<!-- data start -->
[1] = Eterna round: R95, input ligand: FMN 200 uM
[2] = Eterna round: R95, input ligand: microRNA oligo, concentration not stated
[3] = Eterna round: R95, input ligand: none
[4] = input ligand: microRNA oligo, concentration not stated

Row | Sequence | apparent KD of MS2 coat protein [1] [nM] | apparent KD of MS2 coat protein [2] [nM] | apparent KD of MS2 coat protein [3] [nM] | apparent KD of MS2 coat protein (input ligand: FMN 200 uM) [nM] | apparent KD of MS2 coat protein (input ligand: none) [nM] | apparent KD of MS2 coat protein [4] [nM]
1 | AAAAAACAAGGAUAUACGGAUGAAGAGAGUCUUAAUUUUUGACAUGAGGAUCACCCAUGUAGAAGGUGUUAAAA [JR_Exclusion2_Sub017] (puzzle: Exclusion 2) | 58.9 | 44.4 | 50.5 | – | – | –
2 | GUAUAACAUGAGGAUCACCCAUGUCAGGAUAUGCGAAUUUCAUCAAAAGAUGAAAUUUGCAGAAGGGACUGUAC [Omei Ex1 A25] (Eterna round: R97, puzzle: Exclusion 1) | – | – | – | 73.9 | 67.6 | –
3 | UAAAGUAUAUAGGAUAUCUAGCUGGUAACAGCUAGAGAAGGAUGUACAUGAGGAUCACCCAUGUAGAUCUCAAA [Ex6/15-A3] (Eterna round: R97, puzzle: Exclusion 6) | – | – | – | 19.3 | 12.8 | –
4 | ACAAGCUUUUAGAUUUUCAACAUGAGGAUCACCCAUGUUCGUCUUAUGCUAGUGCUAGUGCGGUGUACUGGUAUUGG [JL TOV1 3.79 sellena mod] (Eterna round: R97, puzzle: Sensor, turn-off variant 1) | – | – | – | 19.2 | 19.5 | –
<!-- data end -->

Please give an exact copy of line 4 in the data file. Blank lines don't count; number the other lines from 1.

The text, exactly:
[4] = input ligand: microRNA oligo, concentration not stated